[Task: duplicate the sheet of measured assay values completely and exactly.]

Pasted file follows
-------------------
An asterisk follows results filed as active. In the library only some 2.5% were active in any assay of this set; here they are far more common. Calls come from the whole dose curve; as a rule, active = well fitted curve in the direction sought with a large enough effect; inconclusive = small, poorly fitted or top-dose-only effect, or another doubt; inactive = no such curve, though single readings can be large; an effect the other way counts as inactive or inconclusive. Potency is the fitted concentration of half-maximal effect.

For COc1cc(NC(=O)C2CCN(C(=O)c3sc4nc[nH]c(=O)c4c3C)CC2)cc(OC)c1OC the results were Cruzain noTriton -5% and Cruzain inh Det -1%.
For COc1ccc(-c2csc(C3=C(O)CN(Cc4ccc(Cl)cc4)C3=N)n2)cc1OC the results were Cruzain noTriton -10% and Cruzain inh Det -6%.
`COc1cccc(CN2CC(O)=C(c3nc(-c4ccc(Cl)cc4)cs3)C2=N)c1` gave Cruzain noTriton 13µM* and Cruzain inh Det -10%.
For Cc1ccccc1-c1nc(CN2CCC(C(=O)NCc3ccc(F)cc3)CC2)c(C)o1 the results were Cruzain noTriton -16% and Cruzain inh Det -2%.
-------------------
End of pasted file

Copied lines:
An asterisk follows results filed as active. In the library only some 2.5% were active in any assay of this set; here they are far more common. Calls come from the whole dose curve; as a rule, active = well fitted curve in the direction sought with a large enough effect; inconclusive = small, poorly fitted or top-dose-only effect, or another doubt; inactive = no such curve, though single readings can be large; an effect the other way counts as inactive or inconclusive. Potency is the fitted concentration of half-maximal effect.

For COc1cc(NC(=O)C2CCN(C(=O)c3sc4nc[nH]c(=O)c4c3C)CC2)cc(OC)c1OC the results were Cruzain noTriton -5% and Cruzain inh Det -1%.
For COc1ccc(-c2csc(C3=C(O)CN(Cc4ccc(Cl)cc4)C3=N)n2)cc1OC the results were Cruzain noTriton -10% and Cruzain inh Det -6%.
`COc1cccc(CN2CC(O)=C(c3nc(-c4ccc(Cl)cc4)cs3)C2=N)c1` gave Cruzain noTriton 13µM* and Cruzain inh Det -10%.
For Cc1ccccc1-c1nc(CN2CCC(C(=O)NCc3ccc(F)cc3)CC2)c(C)o1 the results were Cruzain noTriton -16% and Cruzain inh Det -2%.